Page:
Bridges reopen after 26 barges broke loose and floated down Ohio River, damaging a marina

A pair of Pittsburgh-area bridges reopened Saturday morning after 26 barges broke loose the previous night and floated uncontrolled down the Ohio River, damaging a marina, authorities said.

The bridges, about 2.5 miles apart, were closed after the barges – most of which were loaded with dry cargo – broke free after record-breaking rainfall Friday night, according to authorities.

The McKees Rocks Bridge reopened Saturday after it shut down out of “an abundance of caution,” McKees Rocks police said shortly after midnight, authorities said.

The bridge was closed but no damage was found after an inspection by the Pennsylvania Department of Transportation bridge unit, said PennDOT spokesperson Steve Cowan.

The West End Bridge was closed in both directions and rail traffic was shut down on the rail bridge to Brunot Island, according to Pittsburgh city officials. Col. Nicholas Melin, commander US Army Corps of Engineers Pittsburgh District, said in a statement Saturday that “all bridges are currently open for vehicular traffic.”

“We had no reports of the West End Bridge being hit,” Cowan said.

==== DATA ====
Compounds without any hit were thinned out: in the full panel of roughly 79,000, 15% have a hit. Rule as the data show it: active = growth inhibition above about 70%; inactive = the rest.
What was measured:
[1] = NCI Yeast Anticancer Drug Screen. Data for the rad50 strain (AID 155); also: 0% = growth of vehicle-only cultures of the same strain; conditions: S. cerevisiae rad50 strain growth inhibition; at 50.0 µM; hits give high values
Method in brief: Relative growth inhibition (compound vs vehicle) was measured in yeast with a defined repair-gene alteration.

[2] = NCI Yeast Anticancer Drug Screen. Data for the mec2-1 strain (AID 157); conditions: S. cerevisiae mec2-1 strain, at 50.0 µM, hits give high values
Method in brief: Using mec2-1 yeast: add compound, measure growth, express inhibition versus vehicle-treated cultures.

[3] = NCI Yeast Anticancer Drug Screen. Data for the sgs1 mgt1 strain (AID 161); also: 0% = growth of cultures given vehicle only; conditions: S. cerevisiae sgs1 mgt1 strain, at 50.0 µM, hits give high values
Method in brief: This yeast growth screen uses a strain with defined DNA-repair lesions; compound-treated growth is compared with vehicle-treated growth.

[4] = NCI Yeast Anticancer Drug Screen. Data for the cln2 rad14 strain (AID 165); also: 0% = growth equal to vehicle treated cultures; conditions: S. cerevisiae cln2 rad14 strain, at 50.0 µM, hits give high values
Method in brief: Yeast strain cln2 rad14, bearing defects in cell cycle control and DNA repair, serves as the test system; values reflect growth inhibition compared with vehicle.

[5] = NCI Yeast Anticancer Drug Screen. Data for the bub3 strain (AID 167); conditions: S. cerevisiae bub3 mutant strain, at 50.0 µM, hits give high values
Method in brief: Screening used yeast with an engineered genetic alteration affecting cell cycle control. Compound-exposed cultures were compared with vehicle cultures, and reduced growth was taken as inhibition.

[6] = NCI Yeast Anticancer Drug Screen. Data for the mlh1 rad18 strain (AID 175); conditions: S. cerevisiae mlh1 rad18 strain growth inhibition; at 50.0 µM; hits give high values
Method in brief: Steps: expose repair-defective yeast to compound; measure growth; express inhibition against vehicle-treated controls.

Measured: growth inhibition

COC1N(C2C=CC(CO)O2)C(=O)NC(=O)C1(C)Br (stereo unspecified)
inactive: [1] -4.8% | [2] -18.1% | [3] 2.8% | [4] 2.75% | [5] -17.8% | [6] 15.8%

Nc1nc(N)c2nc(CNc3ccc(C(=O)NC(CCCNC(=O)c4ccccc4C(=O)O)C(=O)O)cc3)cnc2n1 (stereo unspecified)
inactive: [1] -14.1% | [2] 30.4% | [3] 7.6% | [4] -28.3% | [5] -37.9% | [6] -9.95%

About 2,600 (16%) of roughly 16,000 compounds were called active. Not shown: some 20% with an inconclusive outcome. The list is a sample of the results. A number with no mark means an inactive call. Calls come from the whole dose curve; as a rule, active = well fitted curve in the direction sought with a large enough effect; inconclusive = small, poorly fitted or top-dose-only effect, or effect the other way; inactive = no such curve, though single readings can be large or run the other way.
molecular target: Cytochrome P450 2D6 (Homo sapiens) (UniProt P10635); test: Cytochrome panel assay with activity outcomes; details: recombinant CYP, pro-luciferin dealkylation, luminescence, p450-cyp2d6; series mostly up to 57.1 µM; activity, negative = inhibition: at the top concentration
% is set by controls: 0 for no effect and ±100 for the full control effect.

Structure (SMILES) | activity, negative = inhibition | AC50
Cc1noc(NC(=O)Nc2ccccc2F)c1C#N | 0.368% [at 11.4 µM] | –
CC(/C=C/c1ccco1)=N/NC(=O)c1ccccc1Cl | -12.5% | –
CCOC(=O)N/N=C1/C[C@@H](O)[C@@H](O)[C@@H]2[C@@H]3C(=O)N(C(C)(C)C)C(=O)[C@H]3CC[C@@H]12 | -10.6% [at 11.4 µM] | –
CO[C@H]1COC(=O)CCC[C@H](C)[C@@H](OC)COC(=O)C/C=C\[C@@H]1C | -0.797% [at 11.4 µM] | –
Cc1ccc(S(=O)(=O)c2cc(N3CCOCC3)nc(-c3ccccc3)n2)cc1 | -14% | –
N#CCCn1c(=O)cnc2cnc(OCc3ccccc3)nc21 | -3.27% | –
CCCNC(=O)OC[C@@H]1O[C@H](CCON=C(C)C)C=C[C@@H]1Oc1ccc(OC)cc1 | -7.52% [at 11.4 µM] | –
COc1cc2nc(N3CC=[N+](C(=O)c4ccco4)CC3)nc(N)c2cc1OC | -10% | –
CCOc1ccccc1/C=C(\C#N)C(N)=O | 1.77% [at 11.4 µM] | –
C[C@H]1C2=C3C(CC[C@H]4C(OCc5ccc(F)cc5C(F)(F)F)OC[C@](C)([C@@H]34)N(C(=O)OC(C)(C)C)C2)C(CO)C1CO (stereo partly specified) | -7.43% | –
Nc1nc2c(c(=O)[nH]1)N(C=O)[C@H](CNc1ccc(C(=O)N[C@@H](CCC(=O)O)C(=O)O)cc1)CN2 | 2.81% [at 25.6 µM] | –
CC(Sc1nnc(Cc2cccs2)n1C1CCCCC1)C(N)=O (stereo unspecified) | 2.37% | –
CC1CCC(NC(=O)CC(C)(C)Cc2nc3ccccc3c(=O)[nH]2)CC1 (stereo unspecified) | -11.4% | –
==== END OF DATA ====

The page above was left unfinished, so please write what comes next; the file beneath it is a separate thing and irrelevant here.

“Governmental authorities have informed us that all bridges are currently open for vehicular traffic,” Campbell Transportation Company, owner and operator of the barges, said in a statement.

Campbell Transportation Company said 25 barges had been located. The company said 17 barges were secured and under control, and eight others were found up against Emsworth Locks and Dams.

No hazardous materials were on board the barges, according to Pittsburgh officials. Of the 26 loose barges, 23 were loaded and carrying dry cargo, including coal, according to the news release.

While there have been no reports of people injured, Peggy’s Harbor – a family-owned and operated full-service marina located on the Ohio River – was damaged, the release said. The extent of the damage is unclear.

The incident comes just two weeks after the Francis Scott Key Bridge in Baltimore collapsed when it was struck by a cargo vessel, killing six construction workers and leaving commuters and workers in limbo.

This is a developing story and will be updated.

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